Sinkholes at the Dead Sea have threatened tourists and forced Israeli (and perhaps Jordanian)authorities to close various facilities and cancel development plans to avoid these geologic hazards. These are not your typical Karst sinkholes. According to a recent AP article, they are caused by the erosion of salt deposits by fresh water as a result of the lowering of the water level. This is a human caused phenomenon as current size of the Dead Sea is just 1/3 of its size in 1960 since water has been diverted from the Jordan River, its main tributary to be evaporated for its phosphates. At the end of the article is an interesting note that the World Bank is currently evaluating a proposal to replenish the Dead Sea by digging a $15 Billion canal from the Red Sea, about 100 miles away. (Photo by urban_hipster)
Yesterday the Arizona Geologic Survey (AZGS) released the first two of their 1:12,000 series earth fissure maps to the general public. The mapping program, perhaps the first of its kind in the country, came about after an earth fissures opened up in 2005 near Queen Creek, AZ, southeast of metropolitan Phoenix received much media attention. As a result, the Arizona Legislature passed House Bill 2639 of the 2006 Legislative Session that tasked the AZGS with mapping earth fissures and providing the data to the State Land Department for eventual delivery to property owners in Arizona. More after the break. (At left, the Apache Junction study area map, AZGS)
On June 11, 2002, a 150-foot wide and 60-foot deep sinkhole opened up in Pine Hills, Florida and came within a few feet of two 3-story appartment buildings. Geotechnical and Environmental Consultants (GEC) was contacted by the owner of the site to design emergency temporary and permanent stabilization measures to protect the buildings. The sinkhole mitigation began with a chemical stabilization of the soil using an injected sodium silicate chemical grout (incidentally, that work was performed by John N. Puder, Inc., recently acquired by Moretrench) to stabilize the sands underneath the buildings and adjacent to the sinkhole. After some GPR surveys, borings and other investigations, final sinkhole repair consisted of a 200-foot long wall omprised of interlocked 36-inch diameter steel tubular piles that extended to a depth of 50 feet. They were driven by Giken America Corp. using the press-in method which helped to avoid damage to the adjacent buildings. The entire stabilization was completed within 1-month of the initial sinkhole collapse! Click through for this fascinating video. (Photo credit Giken America Corp. by way of GEC)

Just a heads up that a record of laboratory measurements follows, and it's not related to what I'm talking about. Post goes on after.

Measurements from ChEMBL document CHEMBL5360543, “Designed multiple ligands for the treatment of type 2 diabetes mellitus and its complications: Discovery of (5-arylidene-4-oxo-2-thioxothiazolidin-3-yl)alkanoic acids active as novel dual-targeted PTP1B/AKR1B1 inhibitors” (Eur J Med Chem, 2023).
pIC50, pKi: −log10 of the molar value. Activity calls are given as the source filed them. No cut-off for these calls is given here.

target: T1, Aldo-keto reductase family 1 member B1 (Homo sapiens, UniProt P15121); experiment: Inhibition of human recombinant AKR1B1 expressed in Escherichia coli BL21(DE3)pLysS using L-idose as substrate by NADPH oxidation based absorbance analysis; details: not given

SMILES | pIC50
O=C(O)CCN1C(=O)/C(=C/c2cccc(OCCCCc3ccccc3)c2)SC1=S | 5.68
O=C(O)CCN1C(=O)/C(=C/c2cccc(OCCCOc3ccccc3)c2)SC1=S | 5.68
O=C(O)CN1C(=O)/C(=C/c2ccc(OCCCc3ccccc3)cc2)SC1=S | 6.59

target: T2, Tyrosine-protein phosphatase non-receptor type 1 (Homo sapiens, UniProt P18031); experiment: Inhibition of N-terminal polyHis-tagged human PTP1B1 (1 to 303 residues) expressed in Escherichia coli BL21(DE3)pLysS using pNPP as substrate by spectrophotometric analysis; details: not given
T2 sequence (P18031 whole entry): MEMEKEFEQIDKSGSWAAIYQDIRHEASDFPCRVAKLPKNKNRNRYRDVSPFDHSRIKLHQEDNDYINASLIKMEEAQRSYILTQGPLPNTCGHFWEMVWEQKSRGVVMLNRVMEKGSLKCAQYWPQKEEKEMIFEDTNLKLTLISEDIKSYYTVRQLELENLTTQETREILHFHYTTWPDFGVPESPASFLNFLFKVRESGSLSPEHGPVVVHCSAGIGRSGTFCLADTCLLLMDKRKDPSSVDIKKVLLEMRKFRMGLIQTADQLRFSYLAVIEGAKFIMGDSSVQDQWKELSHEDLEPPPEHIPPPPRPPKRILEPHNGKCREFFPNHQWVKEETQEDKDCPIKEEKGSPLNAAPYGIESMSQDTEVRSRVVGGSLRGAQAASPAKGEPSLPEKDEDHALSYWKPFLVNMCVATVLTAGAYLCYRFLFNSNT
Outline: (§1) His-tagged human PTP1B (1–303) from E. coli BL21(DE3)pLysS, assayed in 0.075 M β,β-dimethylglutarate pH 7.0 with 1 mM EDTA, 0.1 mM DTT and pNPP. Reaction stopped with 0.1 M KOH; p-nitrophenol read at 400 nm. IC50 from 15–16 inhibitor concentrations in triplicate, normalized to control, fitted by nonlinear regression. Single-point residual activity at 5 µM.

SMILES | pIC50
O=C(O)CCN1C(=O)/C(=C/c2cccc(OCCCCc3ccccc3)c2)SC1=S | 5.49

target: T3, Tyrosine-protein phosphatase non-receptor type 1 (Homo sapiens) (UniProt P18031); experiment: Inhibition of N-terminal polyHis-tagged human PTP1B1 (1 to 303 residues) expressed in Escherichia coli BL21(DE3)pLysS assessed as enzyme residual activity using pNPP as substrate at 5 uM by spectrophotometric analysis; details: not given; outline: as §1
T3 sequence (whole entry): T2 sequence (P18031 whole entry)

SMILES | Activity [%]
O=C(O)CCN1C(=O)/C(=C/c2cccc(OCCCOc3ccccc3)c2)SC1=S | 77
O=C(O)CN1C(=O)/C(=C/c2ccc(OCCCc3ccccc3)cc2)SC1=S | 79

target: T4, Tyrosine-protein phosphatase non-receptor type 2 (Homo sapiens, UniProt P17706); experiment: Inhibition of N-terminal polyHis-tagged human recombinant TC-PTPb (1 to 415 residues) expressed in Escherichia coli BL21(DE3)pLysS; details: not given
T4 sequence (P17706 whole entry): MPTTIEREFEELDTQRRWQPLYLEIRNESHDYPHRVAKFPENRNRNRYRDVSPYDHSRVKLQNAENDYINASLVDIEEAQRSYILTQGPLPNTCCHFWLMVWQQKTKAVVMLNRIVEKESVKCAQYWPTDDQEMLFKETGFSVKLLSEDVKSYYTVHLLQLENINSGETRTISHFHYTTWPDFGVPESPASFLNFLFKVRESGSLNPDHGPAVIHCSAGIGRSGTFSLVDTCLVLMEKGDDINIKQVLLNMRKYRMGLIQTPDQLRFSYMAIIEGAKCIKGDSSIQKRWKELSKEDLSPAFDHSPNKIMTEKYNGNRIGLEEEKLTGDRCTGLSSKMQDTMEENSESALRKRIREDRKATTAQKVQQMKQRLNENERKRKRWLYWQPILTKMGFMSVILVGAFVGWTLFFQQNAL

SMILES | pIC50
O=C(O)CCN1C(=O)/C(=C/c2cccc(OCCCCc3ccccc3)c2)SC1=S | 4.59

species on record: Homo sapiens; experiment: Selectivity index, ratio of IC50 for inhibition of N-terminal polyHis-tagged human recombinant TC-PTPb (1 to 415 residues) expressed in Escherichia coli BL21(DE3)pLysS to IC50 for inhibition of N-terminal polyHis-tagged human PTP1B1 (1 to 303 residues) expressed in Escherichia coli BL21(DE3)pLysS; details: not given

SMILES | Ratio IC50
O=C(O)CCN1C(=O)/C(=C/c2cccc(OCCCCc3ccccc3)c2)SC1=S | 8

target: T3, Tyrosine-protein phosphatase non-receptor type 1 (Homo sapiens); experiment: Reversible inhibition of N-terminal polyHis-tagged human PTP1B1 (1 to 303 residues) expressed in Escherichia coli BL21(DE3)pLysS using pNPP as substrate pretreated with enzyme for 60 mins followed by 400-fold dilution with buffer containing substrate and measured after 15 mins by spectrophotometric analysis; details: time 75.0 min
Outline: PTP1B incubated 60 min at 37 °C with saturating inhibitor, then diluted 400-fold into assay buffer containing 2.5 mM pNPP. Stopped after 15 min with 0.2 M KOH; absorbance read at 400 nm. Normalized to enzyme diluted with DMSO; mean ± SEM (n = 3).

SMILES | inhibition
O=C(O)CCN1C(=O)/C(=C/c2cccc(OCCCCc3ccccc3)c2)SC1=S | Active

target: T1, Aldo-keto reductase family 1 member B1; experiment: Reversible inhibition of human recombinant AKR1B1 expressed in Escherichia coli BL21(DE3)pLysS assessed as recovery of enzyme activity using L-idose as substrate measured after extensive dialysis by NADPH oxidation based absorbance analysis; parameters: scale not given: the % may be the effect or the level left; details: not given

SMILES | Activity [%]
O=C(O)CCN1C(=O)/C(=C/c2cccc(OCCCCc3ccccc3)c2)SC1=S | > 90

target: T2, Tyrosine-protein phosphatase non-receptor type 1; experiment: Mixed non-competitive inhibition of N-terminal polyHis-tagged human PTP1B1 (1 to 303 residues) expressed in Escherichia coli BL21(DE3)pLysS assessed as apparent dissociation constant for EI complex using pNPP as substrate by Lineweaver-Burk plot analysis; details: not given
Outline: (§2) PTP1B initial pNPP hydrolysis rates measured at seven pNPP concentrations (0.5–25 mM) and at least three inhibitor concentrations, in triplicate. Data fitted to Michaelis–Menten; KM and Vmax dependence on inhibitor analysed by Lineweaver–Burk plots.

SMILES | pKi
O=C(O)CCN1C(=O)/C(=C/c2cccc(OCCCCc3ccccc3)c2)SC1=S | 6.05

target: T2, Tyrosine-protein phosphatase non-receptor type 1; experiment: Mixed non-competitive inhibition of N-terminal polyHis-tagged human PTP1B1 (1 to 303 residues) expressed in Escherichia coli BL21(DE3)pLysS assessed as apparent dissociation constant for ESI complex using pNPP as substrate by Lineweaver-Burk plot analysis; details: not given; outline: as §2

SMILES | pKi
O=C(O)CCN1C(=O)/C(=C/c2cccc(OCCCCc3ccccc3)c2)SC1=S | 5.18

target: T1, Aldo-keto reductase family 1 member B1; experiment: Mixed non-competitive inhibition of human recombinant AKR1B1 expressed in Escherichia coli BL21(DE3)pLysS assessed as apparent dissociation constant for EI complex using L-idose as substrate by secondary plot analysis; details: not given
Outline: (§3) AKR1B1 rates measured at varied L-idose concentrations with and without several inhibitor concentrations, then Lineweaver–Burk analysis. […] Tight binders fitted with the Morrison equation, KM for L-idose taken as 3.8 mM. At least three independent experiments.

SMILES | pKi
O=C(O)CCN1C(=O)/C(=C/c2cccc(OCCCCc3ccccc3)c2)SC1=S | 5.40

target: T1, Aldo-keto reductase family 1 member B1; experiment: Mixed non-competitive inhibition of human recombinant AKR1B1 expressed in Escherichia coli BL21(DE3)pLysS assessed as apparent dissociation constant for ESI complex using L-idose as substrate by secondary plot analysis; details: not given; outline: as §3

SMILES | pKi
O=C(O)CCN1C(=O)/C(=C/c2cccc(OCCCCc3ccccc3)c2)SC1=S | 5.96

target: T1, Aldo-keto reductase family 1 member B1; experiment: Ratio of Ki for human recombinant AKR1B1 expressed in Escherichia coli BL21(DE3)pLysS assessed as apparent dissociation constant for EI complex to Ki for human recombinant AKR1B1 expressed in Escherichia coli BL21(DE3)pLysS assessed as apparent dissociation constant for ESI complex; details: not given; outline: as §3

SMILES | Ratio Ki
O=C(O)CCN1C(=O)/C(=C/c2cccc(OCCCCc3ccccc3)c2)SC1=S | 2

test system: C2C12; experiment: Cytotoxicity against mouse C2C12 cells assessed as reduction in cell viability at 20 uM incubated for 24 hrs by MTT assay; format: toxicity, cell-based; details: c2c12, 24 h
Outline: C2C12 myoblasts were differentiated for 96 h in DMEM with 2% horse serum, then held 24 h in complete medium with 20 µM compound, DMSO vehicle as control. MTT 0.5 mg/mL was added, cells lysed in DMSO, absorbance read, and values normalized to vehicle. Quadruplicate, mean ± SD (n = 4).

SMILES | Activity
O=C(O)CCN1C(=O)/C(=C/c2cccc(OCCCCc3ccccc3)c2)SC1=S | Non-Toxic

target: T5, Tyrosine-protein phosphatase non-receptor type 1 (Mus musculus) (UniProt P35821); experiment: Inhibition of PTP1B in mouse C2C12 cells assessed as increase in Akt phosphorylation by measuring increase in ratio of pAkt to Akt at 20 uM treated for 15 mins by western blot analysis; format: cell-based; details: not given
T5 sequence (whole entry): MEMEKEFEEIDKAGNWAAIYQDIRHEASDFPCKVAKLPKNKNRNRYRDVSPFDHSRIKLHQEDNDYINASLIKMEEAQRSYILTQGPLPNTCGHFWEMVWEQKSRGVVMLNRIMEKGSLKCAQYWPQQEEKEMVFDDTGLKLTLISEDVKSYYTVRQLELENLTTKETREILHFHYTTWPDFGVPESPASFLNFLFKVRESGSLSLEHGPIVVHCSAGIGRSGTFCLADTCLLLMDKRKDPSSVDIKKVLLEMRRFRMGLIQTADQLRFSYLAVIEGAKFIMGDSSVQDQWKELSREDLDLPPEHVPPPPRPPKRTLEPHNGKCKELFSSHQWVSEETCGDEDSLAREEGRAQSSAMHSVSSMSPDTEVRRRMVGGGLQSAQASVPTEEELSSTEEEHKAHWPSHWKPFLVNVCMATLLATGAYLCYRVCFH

The site for the new Harrison County Hospital, approximately 25-miles west of Louisville, Kentucky had 15 sinkholes formed by limestone dissolution, a geomorphologic process referred to as Karst topography. There were a number of geotechnical engineering and geological engineering challenges associated with the characterization, excavation, backfilling, foundation engineering and other mitigation measures as described by Peggy Hagerty Duffy, P.E. in her article entitled “Karst and Complications” in the August 2008 issue of Civil Engineering Magazine (Duffy, 2008b).
Mitigation measures for the sinkholes included use of graded filters with geotextiles, careful inspection of rock socket foundations along with pilot holes and careful geotechnical inspection throughout the construction process. One particularly interesting aspect of the project is that several of the sinkholes were used as drainage facilities to receive surface water runoff. Read on for a summary of this interesting article. (Photo of sinkhole in Karst Topography being used as a drainage feature, from Duffy (2008b), Civil Engineering Magazine)